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Lights out for 2018? 

Gus Kattengell on why the Super Bowl blackout shouldn't doom New Orleans' chances for 2018

click to enlarge The Superdome's electrical problem shouldn't mean lights out for 
New Orleans' bid to host the 2018 Super Bowl. - PHOTO BY ALEJANDRO DE LOS RIOS
  • Photo by Alejandro de Los Rios
  • The Superdome's electrical problem shouldn't mean lights out for New Orleans' bid to host the 2018 Super Bowl.

The Super Bowl — the NFL's biggest game. Millions of dollars are spent to attract millions of viewers, and each year the host city hopes it will receive positive publicity and a super economic boost. Prior to Super Bowl XLVII Feb. 3, New Orleans had hosted nine world championship games — all prior to Hurricane Katrina. The city and the NFL went to great lengths to show New Orleans not only had come back from the devastation of 2005, but had moved forward, and that the state of Louisiana also was improving. "A Perfect 10" was the theme used when the city bid for the event, and the week leading up to the big game was indeed perfect.

  Then, in one moment, perfection disappeared — the lights in the Superdome went dark.

  They came back on 34 minutes later — but by then, the damage was done.

  Workers detected an abnormality in a sensor that shut down power to the Dome, leaving the field barely lighted and many of the corridors and bathrooms dark. In an instant, memories of a week blessed with great weather, good food and lots of fun were replaced with images of the Dome following Katrina, when daylight showed through a torn ceiling.

  Criticism was harsh and quick.

  "Hope New Orleans enjoyed this week. It won't get another Super Bowl after this," tweeted Yahoo! Sports' Pat Forde, a national sportswriter and host of a weekly radio show aired across the country.

  ESPN's Stephen A. Smith also went off on Twitter: "This is TERRIBLE. INEXCUSABLE. And Embarassing. Somebody should pay for this.

  "This is sickening. If somehow B'More's momentum is thwarted here, what do you say. I'd ban the SB from New Orleans for next 20 yrs for this! DISGRACEFUL!"

  Many members of the national sports media were unhappy with the blackout. A Google image search for "Superdome blackout" brings up countless pictures from news services all over the world.

  At the time it was happening, I hoped the problem stemmed from Beyonce's halftime show, which featured fire, countless lights, video and sound. That hope turned to disappointment when media reports said the problem was in house — and it was the very thing organizers brought up as a potential problem during planning meetings in October and December 2012.

  I thought of 2018. Duing Super Bowl week, the city made it known it would bid for the 2018 Super Bowl, a process that begins this year and will result in a decision in 2014. Will the blackout — an event that seemed to turn the tide in the game (at least temporarily) as San Francisco rallied after the lights came back on — affect New Orleans' chances of hosting another Super Bowl?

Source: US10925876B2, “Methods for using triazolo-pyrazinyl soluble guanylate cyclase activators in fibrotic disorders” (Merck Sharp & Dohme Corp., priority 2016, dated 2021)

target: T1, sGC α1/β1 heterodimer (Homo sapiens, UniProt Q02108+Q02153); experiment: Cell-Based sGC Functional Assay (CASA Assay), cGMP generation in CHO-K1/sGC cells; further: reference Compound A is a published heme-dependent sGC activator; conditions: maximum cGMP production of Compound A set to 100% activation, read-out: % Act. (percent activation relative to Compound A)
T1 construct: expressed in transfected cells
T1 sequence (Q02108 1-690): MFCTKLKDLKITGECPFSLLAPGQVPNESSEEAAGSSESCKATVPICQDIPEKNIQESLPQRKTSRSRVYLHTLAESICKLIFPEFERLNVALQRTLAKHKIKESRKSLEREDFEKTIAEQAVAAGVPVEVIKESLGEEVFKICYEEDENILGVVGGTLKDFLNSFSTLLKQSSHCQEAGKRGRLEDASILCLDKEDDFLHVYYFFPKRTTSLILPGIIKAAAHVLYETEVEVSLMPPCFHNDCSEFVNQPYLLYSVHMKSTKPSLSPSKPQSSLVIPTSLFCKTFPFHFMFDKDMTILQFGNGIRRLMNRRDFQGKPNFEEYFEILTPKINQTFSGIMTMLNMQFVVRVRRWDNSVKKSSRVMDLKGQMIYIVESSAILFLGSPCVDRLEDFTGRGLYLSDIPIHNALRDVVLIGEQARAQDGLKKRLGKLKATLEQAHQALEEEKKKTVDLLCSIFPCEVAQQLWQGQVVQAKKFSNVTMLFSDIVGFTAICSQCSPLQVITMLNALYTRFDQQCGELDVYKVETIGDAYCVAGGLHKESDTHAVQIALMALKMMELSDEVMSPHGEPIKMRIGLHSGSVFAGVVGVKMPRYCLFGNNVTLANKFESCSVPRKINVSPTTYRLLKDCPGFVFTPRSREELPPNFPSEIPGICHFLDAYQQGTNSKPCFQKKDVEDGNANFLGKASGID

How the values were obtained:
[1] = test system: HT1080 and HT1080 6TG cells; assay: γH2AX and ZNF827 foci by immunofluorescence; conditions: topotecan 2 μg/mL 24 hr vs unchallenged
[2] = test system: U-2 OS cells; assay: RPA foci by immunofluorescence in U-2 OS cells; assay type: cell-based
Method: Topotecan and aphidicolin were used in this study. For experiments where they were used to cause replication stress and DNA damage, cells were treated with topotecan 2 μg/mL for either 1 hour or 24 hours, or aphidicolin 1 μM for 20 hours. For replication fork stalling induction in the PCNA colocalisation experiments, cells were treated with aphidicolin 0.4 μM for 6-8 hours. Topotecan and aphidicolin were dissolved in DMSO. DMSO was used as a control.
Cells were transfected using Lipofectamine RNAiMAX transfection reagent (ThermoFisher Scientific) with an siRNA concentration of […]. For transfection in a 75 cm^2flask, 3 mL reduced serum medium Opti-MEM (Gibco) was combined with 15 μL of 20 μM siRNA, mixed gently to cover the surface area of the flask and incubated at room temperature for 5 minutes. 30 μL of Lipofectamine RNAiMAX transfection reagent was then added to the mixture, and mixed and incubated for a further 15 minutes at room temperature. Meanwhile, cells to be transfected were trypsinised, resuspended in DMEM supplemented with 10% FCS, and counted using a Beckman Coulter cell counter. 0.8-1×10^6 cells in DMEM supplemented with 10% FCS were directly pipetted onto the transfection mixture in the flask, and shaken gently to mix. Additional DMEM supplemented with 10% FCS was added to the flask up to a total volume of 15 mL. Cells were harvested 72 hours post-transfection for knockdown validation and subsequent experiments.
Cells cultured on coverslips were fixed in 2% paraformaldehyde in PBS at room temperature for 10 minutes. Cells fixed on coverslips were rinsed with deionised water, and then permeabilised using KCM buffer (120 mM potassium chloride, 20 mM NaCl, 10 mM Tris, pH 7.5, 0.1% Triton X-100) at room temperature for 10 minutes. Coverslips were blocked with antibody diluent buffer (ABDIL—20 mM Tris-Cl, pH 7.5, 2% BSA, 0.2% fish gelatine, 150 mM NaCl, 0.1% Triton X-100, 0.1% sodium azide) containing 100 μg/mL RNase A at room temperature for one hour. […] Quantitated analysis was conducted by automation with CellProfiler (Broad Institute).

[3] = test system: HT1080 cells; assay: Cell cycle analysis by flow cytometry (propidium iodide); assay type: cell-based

I'm amazed blackouts don't happen more often, considering what it must take to power the Superdome on Super Sunday. If it could have been prevented and wasn't, however, that could hurt our chances for the 2018 game. I don't think it will.

  Super Bowl XLVII will be marred forever by the blackout, but it shouldn't discredit all that went well the week leading up to the game. Calling for a city and its people to be punished, as Smith did, is callous and short-sighted, especially when he spent Super Bowl week inside the ESPN studios in Bristol, Conn.

  "The most important thing is that people understand this was a fantastic week here," NFL commissioner Roger Goodell said a day following the game. "This will not affect the view of the NFL about the success of the game here in New Orleans. ... I fully expect we will be back here for future Super Bowls. We want to be back."

  Goodell, who probably still won't be invited to a crawfish boil in New Orleans, gets it. He sees the bigger picture. Whatever caused the blackout can be fixed. The commissioner knows what is important is how the whole weeklong event was staged, how guests were handled and entertained and the proximity of all the events.

  It stinks that an electrical problem blackened our Perfect 10, but the week was fantastic, and we showed the world we can still function even when the lights go out. We used the time to get more drinks or take a bathroom break. We're kinda used to that in these parts. Don't worry, NOLA, the Super Bowl will be back in 2018.

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